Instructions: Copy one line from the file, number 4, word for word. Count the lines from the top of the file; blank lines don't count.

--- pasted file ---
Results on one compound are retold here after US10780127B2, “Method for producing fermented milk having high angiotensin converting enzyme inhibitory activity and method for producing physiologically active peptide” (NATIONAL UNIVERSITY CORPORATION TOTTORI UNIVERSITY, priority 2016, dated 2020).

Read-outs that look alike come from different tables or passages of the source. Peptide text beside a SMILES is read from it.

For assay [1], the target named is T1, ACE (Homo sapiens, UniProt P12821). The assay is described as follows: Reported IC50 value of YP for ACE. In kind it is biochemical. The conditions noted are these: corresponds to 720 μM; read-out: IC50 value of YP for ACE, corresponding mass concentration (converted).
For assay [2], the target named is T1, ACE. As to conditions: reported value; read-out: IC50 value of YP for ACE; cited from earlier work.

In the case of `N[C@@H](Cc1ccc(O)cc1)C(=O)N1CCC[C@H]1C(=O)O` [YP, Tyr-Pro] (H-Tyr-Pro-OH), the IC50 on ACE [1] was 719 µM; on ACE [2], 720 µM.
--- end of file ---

For assay [2], the target named is T1, ACE. As to conditions: reported value; read-out: IC50 value of YP for ACE; cited from earlier work.